College Inventors Awarded for Leading the Future of Tech

The Lemelson-MIT National Collegiate Student Prize Competition handed awards to the most inventive team of students.

Today, six college students from across the nation were named winners in the prestigious Lemelson-MIT National Collegiate Student Prize Competition for their inventions. The prize money, totaling $65,000, was awarded in categories of health care, transportation, food and agriculture, and consumer devices.

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"This year's Lemelson-MIT National Collegiate Student Prize Competition winners are inventors who recognize pressing issues and are pioneering concepts that will translate into impactful solutions," Joshua Schuler, executive director of the Lemelson-MIT Program, said in a statement. "Their work is as remarkable as their passion to mentor and inspire creative thinking among youth."

Stephen John and Joseph Barnett of Western Michigan University and graduate student Carl Schoelhammer of MIT were recipients of "Cure it!" student prizes. John and Barnett developed a device to provide respiratory support to infants by delivering pressure to prevent lung collapse, an invention that's expected to be particularly valuable to hospitals with limited resources.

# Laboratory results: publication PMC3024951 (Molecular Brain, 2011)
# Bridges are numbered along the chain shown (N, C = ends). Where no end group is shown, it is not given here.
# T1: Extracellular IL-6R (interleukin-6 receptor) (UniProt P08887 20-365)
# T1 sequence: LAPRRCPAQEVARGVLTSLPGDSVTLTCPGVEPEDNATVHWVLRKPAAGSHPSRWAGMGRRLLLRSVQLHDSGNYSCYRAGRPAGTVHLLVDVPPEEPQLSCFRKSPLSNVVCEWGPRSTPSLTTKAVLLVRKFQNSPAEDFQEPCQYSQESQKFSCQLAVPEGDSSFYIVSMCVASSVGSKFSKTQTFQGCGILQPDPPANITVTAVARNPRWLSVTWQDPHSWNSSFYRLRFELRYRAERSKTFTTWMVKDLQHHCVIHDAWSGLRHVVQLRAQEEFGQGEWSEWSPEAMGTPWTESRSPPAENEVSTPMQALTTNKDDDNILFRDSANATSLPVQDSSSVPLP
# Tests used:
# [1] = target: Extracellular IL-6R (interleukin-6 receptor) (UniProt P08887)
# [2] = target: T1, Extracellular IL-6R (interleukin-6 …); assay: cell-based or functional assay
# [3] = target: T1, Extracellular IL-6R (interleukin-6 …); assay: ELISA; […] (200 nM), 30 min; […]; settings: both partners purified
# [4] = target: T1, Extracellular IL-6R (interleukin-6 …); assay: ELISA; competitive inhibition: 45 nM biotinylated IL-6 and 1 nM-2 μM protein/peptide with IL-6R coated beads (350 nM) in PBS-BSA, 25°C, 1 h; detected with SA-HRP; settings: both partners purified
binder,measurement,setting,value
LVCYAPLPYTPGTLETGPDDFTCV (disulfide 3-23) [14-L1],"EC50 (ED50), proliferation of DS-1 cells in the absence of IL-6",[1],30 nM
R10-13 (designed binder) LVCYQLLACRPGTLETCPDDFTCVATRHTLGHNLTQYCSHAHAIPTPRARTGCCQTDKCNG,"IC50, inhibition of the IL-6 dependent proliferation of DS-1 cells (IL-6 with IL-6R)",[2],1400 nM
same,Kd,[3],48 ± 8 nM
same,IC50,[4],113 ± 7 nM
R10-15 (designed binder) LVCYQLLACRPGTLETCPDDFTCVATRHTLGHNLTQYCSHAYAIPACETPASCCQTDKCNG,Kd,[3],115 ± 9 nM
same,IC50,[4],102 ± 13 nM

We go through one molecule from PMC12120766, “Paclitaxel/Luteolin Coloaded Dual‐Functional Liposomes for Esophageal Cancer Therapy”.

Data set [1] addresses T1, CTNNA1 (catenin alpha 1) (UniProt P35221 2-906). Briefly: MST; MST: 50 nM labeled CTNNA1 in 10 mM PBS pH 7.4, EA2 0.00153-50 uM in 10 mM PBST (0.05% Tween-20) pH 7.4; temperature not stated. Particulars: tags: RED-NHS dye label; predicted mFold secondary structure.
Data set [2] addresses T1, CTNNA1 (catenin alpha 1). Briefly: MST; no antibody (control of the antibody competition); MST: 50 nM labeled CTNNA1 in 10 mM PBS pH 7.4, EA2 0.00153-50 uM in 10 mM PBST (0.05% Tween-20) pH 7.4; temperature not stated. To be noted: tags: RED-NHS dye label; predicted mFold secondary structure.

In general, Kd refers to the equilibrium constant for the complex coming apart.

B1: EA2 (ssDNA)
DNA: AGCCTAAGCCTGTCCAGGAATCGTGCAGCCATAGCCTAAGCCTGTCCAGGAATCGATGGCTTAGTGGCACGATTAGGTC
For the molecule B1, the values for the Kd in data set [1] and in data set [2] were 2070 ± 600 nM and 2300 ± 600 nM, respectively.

Schoelhammer invented two methods of pain-free drug delivery via the gastrointestinal tract: the Microneedle Pill that can be ingested orally and the Ultrasound Probe to enable fast, local delivery of therapeutics to the GI tract.

In the "Drive it!" category, honors went to MIT graduate student John Siegel for his innovative hardware device that enables drivers to access real-time data from their cars' sensors and actuators. The hardware also allows for the development of apps that could potentially predict vehicle failures, provide remote control of vehicle functions and crowdsource info like traffic data and road conditions.

In the "Eat it!" category, Alexander Richter of North Carolina State University was recognized for developing a novel approach to delivering antimicrobial and antifungal pest control to crops.

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Justin Keenan and Kevin Paroda from Pennsylvania State University were recipients of the "Use it!" award. They created ECHOdrive, an add-on for existing 3-D printers that allows continuous automated printing, mitigates warping of prints of all shapes and sizes and has remote printing capabilities.

The winners of this year's competition were selected from an applicant pool of students from 28 colleges and universities in the U.S. For more info on the winners, take a look at the video below.

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An environmentally friendly pest control solution was invented by Alexander Richter of North Carolina State University.